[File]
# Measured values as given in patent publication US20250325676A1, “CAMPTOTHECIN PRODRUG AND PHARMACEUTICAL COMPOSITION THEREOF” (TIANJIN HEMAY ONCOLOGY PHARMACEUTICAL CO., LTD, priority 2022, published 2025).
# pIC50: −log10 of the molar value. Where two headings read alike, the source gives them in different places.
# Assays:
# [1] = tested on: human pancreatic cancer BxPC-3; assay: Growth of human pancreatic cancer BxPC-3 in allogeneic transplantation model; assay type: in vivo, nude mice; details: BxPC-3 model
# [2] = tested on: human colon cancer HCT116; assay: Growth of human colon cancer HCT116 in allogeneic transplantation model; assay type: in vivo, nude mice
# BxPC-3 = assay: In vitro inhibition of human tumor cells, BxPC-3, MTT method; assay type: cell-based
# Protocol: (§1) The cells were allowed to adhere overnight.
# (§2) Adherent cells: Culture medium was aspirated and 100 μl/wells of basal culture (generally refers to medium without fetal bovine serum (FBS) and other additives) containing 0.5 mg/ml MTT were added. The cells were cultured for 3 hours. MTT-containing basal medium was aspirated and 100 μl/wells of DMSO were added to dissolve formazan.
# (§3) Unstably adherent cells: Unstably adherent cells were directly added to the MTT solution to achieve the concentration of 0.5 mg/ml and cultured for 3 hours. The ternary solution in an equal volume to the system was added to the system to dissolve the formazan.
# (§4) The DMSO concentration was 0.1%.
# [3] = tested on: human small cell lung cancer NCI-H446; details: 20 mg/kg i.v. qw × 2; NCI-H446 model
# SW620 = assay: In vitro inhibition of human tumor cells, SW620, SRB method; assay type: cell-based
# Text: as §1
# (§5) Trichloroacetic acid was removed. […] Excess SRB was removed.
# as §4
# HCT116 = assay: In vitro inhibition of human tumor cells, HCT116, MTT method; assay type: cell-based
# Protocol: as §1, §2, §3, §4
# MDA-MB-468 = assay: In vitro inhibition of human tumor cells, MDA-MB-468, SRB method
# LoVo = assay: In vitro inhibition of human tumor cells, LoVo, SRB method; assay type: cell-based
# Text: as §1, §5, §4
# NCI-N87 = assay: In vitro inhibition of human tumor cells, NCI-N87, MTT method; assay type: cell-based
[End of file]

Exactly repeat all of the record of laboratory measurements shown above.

# Measured values as given in patent publication US20250325676A1, “CAMPTOTHECIN PRODRUG AND PHARMACEUTICAL COMPOSITION THEREOF” (TIANJIN HEMAY ONCOLOGY PHARMACEUTICAL CO., LTD, priority 2022, published 2025).
# pIC50: −log10 of the molar value. Where two headings read alike, the source gives them in different places.
# Assays:
# [1] = tested on: human pancreatic cancer BxPC-3; assay: Growth of human pancreatic cancer BxPC-3 in allogeneic transplantation model; assay type: in vivo, nude mice; details: BxPC-3 model
# [2] = tested on: human colon cancer HCT116; assay: Growth of human colon cancer HCT116 in allogeneic transplantation model; assay type: in vivo, nude mice
# BxPC-3 = assay: In vitro inhibition of human tumor cells, BxPC-3, MTT method; assay type: cell-based
# Protocol: (§1) The cells were allowed to adhere overnight.
# (§2) Adherent cells: Culture medium was aspirated and 100 μl/wells of basal culture (generally refers to medium without fetal bovine serum (FBS) and other additives) containing 0.5 mg/ml MTT were added. The cells were cultured for 3 hours. MTT-containing basal medium was aspirated and 100 μl/wells of DMSO were added to dissolve formazan.
# (§3) Unstably adherent cells: Unstably adherent cells were directly added to the MTT solution to achieve the concentration of 0.5 mg/ml and cultured for 3 hours. The ternary solution in an equal volume to the system was added to the system to dissolve the formazan.
# (§4) The DMSO concentration was 0.1%.
# [3] = tested on: human small cell lung cancer NCI-H446; details: 20 mg/kg i.v. qw × 2; NCI-H446 model
# SW620 = assay: In vitro inhibition of human tumor cells, SW620, SRB method; assay type: cell-based
# Text: as §1
# (§5) Trichloroacetic acid was removed. […] Excess SRB was removed.
# as §4
# HCT116 = assay: In vitro inhibition of human tumor cells, HCT116, MTT method; assay type: cell-based
# Protocol: as §1, §2, §3, §4
# MDA-MB-468 = assay: In vitro inhibition of human tumor cells, MDA-MB-468, SRB method
# LoVo = assay: In vitro inhibition of human tumor cells, LoVo, SRB method; assay type: cell-based
# Text: as §1, §5, §4
# NCI-N87 = assay: In vitro inhibition of human tumor cells, NCI-N87, MTT method; assay type: cell-based